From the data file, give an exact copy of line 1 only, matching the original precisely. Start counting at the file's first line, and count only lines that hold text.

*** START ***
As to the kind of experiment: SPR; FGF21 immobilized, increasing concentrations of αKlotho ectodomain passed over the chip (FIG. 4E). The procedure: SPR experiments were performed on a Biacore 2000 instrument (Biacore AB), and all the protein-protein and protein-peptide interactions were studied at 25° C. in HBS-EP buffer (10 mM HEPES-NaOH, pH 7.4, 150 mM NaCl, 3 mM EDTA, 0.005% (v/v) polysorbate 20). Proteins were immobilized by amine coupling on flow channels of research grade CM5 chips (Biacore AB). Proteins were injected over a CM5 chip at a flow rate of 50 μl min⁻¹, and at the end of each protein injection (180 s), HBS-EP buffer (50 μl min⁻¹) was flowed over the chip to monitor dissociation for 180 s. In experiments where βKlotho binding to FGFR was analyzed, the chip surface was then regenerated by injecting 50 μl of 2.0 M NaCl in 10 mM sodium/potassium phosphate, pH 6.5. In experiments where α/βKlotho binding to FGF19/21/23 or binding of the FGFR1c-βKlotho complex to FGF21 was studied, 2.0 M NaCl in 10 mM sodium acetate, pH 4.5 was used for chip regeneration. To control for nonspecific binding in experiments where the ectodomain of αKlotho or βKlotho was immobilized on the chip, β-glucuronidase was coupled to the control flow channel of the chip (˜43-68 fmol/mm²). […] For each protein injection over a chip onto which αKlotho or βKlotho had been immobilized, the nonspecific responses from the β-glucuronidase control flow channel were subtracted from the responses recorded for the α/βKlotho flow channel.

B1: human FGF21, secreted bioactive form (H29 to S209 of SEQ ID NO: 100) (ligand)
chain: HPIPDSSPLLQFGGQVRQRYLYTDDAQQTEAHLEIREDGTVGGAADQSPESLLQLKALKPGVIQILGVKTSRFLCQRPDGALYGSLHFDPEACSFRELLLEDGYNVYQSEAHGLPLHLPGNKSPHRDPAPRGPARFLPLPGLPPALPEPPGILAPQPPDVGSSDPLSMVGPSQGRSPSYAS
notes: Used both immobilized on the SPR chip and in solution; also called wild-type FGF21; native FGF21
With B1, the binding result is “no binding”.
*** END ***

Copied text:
As to the kind of experiment: SPR; FGF21 immobilized, increasing concentrations of αKlotho ectodomain passed over the chip (FIG. 4E). The procedure: SPR experiments were performed on a Biacore 2000 instrument (Biacore AB), and all the protein-protein and protein-peptide interactions were studied at 25° C. in HBS-EP buffer (10 mM HEPES-NaOH, pH 7.4, 150 mM NaCl, 3 mM EDTA, 0.005% (v/v) polysorbate 20). Proteins were immobilized by amine coupling on flow channels of research grade CM5 chips (Biacore AB). Proteins were injected over a CM5 chip at a flow rate of 50 μl min⁻¹, and at the end of each protein injection (180 s), HBS-EP buffer (50 μl min⁻¹) was flowed over the chip to monitor dissociation for 180 s. In experiments where βKlotho binding to FGFR was analyzed, the chip surface was then regenerated by injecting 50 μl of 2.0 M NaCl in 10 mM sodium/potassium phosphate, pH 6.5. In experiments where α/βKlotho binding to FGF19/21/23 or binding of the FGFR1c-βKlotho complex to FGF21 was studied, 2.0 M NaCl in 10 mM sodium acetate, pH 4.5 was used for chip regeneration. To control for nonspecific binding in experiments where the ectodomain of αKlotho or βKlotho was immobilized on the chip, β-glucuronidase was coupled to the control flow channel of the chip (˜43-68 fmol/mm²). […] For each protein injection over a chip onto which αKlotho or βKlotho had been immobilized, the nonspecific responses from the β-glucuronidase control flow channel were subtracted from the responses recorded for the α/βKlotho flow channel.